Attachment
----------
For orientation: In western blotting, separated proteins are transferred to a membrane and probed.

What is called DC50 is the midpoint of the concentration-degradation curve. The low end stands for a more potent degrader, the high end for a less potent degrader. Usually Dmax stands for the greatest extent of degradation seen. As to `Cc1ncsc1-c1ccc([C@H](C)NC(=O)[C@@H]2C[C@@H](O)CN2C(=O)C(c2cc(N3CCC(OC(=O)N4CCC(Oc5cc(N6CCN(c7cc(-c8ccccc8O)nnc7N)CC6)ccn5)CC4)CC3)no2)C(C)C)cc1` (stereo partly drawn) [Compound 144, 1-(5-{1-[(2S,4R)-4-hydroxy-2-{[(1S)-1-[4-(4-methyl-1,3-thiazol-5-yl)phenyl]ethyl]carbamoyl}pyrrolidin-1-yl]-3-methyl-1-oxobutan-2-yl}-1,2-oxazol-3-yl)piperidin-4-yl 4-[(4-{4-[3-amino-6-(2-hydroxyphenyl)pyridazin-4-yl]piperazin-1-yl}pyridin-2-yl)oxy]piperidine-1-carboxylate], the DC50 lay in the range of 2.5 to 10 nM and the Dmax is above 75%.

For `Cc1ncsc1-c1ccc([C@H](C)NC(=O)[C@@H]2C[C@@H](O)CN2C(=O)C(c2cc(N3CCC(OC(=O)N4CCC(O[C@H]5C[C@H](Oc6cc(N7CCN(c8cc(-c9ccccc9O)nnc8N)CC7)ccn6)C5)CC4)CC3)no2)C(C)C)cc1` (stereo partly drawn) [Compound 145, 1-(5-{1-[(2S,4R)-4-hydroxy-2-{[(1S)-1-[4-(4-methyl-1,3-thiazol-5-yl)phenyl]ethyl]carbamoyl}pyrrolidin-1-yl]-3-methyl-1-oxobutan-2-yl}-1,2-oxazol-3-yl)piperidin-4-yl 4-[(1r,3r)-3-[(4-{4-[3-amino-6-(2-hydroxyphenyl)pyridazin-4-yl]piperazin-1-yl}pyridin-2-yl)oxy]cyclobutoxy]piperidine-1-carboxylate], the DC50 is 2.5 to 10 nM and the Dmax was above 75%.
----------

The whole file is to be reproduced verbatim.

For orientation: In western blotting, separated proteins are transferred to a membrane and probed.

What is called DC50 is the midpoint of the concentration-degradation curve. The low end stands for a more potent degrader, the high end for a less potent degrader. Usually Dmax stands for the greatest extent of degradation seen. As to `Cc1ncsc1-c1ccc([C@H](C)NC(=O)[C@@H]2C[C@@H](O)CN2C(=O)C(c2cc(N3CCC(OC(=O)N4CCC(Oc5cc(N6CCN(c7cc(-c8ccccc8O)nnc7N)CC6)ccn5)CC4)CC3)no2)C(C)C)cc1` (stereo partly drawn) [Compound 144, 1-(5-{1-[(2S,4R)-4-hydroxy-2-{[(1S)-1-[4-(4-methyl-1,3-thiazol-5-yl)phenyl]ethyl]carbamoyl}pyrrolidin-1-yl]-3-methyl-1-oxobutan-2-yl}-1,2-oxazol-3-yl)piperidin-4-yl 4-[(4-{4-[3-amino-6-(2-hydroxyphenyl)pyridazin-4-yl]piperazin-1-yl}pyridin-2-yl)oxy]piperidine-1-carboxylate], the DC50 lay in the range of 2.5 to 10 nM and the Dmax is above 75%.

For `Cc1ncsc1-c1ccc([C@H](C)NC(=O)[C@@H]2C[C@@H](O)CN2C(=O)C(c2cc(N3CCC(OC(=O)N4CCC(O[C@H]5C[C@H](Oc6cc(N7CCN(c8cc(-c9ccccc9O)nnc8N)CC7)ccn6)C5)CC4)CC3)no2)C(C)C)cc1` (stereo partly drawn) [Compound 145, 1-(5-{1-[(2S,4R)-4-hydroxy-2-{[(1S)-1-[4-(4-methyl-1,3-thiazol-5-yl)phenyl]ethyl]carbamoyl}pyrrolidin-1-yl]-3-methyl-1-oxobutan-2-yl}-1,2-oxazol-3-yl)piperidin-4-yl 4-[(1r,3r)-3-[(4-{4-[3-amino-6-(2-hydroxyphenyl)pyridazin-4-yl]piperazin-1-yl}pyridin-2-yl)oxy]cyclobutoxy]piperidine-1-carboxylate], the DC50 is 2.5 to 10 nM and the Dmax was above 75%.